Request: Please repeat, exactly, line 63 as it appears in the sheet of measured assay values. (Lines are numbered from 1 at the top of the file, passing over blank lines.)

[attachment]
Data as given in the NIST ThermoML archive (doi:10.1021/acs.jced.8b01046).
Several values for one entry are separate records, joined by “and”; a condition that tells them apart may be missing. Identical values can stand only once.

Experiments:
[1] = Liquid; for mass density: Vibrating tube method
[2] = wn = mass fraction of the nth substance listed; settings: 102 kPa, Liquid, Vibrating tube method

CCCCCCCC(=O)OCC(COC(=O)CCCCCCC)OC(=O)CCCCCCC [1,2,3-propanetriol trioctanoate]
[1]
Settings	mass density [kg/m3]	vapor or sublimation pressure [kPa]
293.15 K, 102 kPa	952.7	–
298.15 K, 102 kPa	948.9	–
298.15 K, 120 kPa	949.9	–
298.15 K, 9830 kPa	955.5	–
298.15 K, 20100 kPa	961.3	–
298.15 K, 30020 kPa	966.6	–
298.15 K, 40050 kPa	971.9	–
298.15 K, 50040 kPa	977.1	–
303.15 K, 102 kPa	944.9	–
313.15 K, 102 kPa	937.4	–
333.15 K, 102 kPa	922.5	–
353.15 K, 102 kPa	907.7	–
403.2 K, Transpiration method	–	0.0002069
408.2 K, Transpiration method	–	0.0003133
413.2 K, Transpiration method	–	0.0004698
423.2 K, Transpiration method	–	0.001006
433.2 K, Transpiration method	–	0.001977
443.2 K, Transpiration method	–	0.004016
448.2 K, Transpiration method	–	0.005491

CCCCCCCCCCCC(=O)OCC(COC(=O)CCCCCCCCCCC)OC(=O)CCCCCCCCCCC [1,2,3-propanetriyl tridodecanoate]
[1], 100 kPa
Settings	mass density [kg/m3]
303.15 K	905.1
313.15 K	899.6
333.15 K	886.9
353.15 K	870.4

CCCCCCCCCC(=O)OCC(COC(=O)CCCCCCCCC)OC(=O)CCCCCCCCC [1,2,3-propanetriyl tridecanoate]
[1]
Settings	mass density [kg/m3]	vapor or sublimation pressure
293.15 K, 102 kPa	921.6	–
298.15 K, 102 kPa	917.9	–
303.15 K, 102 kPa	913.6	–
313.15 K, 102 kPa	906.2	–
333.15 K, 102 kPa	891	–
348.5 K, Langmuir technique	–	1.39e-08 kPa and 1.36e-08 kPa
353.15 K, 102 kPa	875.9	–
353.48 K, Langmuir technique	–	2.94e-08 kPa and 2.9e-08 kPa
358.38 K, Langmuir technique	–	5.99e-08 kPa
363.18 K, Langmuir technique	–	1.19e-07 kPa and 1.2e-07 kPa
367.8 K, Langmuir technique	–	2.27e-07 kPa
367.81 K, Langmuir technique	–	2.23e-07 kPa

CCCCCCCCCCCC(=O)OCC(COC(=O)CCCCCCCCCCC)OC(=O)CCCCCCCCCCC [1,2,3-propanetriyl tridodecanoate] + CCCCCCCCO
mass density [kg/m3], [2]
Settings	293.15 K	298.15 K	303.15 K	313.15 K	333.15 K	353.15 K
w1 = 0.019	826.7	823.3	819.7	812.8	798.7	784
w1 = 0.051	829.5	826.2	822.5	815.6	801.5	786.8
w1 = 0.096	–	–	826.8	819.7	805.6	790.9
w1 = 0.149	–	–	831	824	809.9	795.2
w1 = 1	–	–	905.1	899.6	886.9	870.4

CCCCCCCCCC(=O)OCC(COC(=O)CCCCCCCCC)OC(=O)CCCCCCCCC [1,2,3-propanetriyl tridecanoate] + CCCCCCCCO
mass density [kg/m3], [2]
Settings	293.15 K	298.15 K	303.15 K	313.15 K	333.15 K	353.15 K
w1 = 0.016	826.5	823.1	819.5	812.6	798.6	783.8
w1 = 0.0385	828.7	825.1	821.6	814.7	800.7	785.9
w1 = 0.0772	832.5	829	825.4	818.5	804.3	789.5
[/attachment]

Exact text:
w1 = 0.0772	832.5	829	825.4	818.5	804.3	789.5